Much legislation has been written to allow Medicare to be involved in setting the prices of prescription drugs with the aim to bring down high drug costs. The current law (in the Medicare Modernization Act of 2003) says that “in order to promote competition,” the secretary of Health and Human Services (HHS) “may not interfere with negotiations between drug manufacturers and pharmacies and prescription drug plans.”
Proponents of the government being able to negotiate drug prices believe it would lower the cost of prescription drugs, particularly for high-priced drugs. According to the Kaiser Family Foundation, 82% of the public supports the proposal to allow Medicare to negotiate drug prices.
Opponents believe that the Secretary of Health and Human Services (HHS) would not be able to negotiate a better deal than private plans already do. And if the secretary could, then pharmaceutical companies would reduce their investment in pharmaceutical research and development, and we would have less innovation and availability of the new drugs we need in the U.S. Opponents maintain that the Medicare Part D program is successful because of the competition within the program.
With Part D as it currently stands, private plans separately negotiate drug prices with pharmaceutical companies, make formularies, and apply utilization management tools to control the costs. This is a contrast to Medicaid and the Department of Veterans Affairs (VA), where the government is able to regulate drug prices.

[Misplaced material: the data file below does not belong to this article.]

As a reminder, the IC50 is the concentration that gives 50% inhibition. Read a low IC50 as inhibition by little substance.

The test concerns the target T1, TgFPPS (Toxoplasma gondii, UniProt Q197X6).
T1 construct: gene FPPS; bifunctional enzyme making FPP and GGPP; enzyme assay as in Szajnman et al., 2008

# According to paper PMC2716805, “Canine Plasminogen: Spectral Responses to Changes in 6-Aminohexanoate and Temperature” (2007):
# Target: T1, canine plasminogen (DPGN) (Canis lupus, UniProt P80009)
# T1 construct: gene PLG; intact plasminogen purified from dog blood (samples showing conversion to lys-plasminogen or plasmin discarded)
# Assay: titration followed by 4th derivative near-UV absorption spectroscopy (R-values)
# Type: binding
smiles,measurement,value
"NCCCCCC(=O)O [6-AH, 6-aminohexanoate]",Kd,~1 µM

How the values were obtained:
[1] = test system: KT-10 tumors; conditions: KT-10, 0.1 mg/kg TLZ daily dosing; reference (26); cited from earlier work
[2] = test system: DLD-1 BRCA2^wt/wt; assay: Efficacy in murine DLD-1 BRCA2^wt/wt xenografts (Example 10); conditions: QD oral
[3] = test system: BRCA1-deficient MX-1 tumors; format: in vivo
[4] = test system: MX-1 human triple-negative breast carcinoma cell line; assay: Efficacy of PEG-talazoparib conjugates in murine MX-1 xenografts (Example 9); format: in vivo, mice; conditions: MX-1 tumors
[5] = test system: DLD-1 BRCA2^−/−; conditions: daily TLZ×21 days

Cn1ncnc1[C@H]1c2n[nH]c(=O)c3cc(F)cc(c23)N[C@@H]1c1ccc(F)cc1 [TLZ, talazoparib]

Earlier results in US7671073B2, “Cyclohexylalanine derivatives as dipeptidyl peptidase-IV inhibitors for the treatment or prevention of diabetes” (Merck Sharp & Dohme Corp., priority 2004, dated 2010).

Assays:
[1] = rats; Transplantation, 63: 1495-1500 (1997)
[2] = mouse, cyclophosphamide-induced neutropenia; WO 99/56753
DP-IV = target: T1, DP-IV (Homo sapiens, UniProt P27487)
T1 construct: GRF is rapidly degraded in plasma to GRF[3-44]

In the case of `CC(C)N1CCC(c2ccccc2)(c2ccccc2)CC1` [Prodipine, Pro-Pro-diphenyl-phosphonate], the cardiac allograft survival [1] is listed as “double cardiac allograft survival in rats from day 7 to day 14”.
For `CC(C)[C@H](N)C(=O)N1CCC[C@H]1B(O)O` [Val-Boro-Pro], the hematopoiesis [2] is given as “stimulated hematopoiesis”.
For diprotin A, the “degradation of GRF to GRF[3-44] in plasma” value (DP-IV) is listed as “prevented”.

A new bill was introduced in Congress last week to allow the government to negotiate drug prices, The Medicare Drug Price Negotiation Act of 2017, sponsored by Rep. Elijah E. Cummings (D-MD) and Sen. Bernie Sanders (I-VT), among others. In addition to changing how Medicare drug prices are set, this bill would restore the rebates that drug manufacturers used to pay to certain Medicare beneficiaries who are dual-eligible for Medicaid. The Congressional Budget Office (CBO) estimated that restoring these rebates would save taxpayers $145 billion over 10 years.
The debate remains hot over the drug price negotiation issue, and will likely remain so. Much legislation has been written, but none passed as of yet.